Save time, money; report vehicle discrepancies

Airmen 1st Class Jesse Scheidel and Toivo Tamm, 31st Logistics Readiness Squadron mission generation vehicular equipment maintenance technicians, perform an annual vehicle safety inspection on a government owned vehicle at Aviano Air Base, Italy on Oct. 31, 2016. In addition to annual safety inspections, GOV users must perform an operator check prior to driving the vehicle. (U.S. Air Force photo by Staff Sgt. Andrew Satran/Released)

Airmen 1st Class Jesse Scheidel and Toivo Tamm, 31st Logistics Readiness Squadron mission generation vehicular equipment maintenance technicians, perform an annual vehicle safety inspection on a government owned vehicle at Aviano Air Base, Italy on Oct. 31, 2016. In addition to annual safety inspections, GOV users must perform an operator check prior to driving the vehicle. (U.S. Air Force photo by Staff Sgt. Andrew Satran/Released)

Airmen 1st Class Toivo Tamm and Jesse Scheidel, 31st Logistics Readiness Squadron mission generation vehicular equipment maintenance technicians, perform an annual vehicle safety inspection on a government owned vehicle at Aviano Air Base, Italy on Oct. 31, 2016. Routine inspections can help reduce GOV repair time through early detection and remediation. (U.S. Air Force photo by Staff Sgt. Andrew Satran/Released)

Airmen 1st Class Toivo Tamm and Jesse Scheidel, 31st Logistics Readiness Squadron mission generation vehicular equipment maintenance technicians, perform an annual vehicle safety inspection on a government owned vehicle at Aviano Air Base, Italy on Oct. 31, 2016. Routine inspections can help reduce GOV repair time through early detection and remediation. (U.S. Air Force photo by Staff Sgt. Andrew Satran/Released)

Airmen 1st Class Jesse Scheidel and Toivo Tamm, 31st Logistics Readiness Squadron mission generation vehicular equipment maintenance technicians, perform an annual vehicle safety inspection on a government owned vehicle at Aviano Air Base, Italy on Oct. 31, 2016. Government owned vehicle users can minimize inspection discrepancies by performing regular operator checks. (U.S. Air Force photo by Staff Sgt. Andrew Satran/Released)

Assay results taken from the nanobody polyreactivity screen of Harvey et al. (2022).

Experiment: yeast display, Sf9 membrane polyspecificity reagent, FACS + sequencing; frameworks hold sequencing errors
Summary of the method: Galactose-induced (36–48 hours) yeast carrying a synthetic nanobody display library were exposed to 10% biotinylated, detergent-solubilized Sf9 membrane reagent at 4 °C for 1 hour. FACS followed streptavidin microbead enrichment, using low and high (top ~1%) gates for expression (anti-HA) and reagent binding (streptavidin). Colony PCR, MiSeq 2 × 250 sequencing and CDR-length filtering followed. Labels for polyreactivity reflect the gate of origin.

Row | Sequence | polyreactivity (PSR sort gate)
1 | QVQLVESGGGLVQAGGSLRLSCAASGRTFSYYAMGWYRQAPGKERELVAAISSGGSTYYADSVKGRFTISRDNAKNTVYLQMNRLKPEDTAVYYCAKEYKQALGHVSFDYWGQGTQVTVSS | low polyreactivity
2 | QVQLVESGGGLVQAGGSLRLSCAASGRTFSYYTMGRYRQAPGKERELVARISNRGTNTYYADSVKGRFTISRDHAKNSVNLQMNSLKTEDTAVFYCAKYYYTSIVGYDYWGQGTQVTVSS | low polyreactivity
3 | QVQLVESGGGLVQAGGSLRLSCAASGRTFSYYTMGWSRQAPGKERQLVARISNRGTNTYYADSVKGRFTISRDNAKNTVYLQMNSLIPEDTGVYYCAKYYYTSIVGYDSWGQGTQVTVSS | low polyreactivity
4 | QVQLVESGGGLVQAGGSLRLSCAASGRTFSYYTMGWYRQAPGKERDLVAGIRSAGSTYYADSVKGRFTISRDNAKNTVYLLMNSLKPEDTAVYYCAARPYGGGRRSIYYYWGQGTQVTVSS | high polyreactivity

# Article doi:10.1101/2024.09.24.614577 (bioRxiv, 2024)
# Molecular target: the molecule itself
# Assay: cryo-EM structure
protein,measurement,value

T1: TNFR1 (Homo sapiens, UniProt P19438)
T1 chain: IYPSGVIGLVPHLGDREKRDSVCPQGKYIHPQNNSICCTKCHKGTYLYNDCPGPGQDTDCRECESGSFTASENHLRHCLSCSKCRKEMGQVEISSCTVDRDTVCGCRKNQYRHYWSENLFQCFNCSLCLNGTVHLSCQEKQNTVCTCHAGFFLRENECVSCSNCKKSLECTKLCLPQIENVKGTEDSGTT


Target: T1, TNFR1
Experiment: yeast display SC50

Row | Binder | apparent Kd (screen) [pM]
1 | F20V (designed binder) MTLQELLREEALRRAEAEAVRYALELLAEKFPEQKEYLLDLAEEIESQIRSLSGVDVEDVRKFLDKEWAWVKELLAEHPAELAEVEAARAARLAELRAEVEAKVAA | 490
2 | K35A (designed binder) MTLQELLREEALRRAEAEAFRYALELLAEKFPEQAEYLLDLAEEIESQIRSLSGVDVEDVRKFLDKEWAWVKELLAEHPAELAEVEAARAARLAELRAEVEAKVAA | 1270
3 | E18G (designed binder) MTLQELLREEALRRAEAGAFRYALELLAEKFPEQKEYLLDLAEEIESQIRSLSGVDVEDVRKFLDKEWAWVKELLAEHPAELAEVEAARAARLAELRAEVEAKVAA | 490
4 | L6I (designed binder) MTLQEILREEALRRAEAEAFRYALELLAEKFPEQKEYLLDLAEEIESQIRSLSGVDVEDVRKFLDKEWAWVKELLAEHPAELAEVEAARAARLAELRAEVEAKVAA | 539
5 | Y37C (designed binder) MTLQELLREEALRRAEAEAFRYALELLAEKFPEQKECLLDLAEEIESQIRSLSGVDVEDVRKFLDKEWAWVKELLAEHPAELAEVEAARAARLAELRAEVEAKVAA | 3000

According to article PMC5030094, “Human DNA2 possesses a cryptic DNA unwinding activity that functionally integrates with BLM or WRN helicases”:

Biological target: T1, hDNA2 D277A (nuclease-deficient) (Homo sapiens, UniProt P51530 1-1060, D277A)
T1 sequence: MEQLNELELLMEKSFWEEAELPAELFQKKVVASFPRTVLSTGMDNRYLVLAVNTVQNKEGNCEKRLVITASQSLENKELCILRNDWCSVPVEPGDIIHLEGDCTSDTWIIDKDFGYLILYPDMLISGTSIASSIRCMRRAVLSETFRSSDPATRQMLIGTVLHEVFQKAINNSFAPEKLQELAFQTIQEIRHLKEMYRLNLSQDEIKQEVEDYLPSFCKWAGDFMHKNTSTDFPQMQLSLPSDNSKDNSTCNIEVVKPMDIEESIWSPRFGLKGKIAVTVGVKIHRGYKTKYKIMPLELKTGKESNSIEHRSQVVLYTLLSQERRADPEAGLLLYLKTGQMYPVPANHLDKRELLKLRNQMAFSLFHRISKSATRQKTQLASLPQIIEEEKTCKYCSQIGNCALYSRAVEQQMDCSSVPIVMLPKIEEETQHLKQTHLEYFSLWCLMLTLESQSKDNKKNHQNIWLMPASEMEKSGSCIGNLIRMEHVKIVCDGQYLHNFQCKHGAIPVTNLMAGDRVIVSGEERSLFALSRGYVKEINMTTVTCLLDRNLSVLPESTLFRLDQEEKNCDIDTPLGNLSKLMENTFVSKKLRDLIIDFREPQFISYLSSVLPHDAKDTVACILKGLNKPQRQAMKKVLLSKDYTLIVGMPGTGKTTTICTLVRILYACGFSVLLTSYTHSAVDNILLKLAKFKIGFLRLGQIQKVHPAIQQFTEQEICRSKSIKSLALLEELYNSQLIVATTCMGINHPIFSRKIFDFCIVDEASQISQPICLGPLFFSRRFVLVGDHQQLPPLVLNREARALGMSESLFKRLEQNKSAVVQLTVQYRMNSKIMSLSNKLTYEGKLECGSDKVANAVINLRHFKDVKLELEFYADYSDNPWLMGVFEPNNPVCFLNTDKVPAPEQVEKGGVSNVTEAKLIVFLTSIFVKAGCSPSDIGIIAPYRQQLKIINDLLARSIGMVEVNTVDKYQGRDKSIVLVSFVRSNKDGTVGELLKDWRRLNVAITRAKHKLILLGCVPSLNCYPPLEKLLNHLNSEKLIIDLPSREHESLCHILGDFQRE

Airmen 1st Class Jesse Scheidel and Toivo Tamm, 31st Logistics Readiness Squadron mission generation vehicular equipment maintenance technicians, perform an annual vehicle safety inspection on a government owned vehicle at Aviano Air Base, Italy on Oct. 31, 2016. Government owned vehicle users can minimize inspection discrepancies by performing regular operator checks. (U.S. Air Force photo by Staff Sgt. Andrew Satran/Released)

AVIANO AIR BASE, Italy -- The 31st Logistics Readiness Squadron vehicle management flight takes great pride in sustaining and maintaining Aviano’s $74.5 million vehicle fleet.

The flight ensures these vehicles are mission and inspection ready.

In preparation for upcoming inspections, the 31st LRS fleet management maintenance team will visit multiple units to identify vehicle discrepancies and negative trends. The vehicle control program relies on Airmen’s stewardship for the vehicle fleet.

The program helps ensure vehicle users are fully trained to conduct vehicle checks, how to annotate and report defects to vehicle management. Whenever unreported vehicles are brought to vehicle management with defects, they are marked as abuse cases.

In these cases squadrons incur the cost of the damages.

We cannot afford to be complacent with vehicles and equipment, because there are no replacements for them.

Maintenance delays also occur when vehicles are turned in with unreported issues. Given the timeframe for some repairs, it can take longer to get parts required for repairs.

When issues are reported the turnaround time for repairs can be less than 24 hours. This is also an easy and avoidable inspection write-up.

If a discrepancy is found, the driver must be interviewed to explain the defect and help resolve the issue.

Vehicle control officers and vehicle operators must ensure they identify and report defects to the vehicle management customer service section no later than the next duty day.

This early identification is an Air Force Instruction requirement.

Initiating and maintaining the appropriate operator inspection guide and trouble report for each assigned vehicle in accordance with AFI 24-302, paragraph 3.19 and section 7B- Operator’s Inspection Guide and trouble report forms, ensures operator maintenance is performed and vehicle malfunctions are reported to vehicle management.

Let’s showcase that our wing is mission ready for any inspection by working together to alleviate documentation trends. As stewards of the Air Force, we must continue to show pride in even the minor day-to-day tasks that are essential to safe, secure and effective operations. Let’s showcase our discipline and precision so we are on track to providing top-notch logistics support to the warfighters, professional Airmen and an on-going sustainment of all installation missions.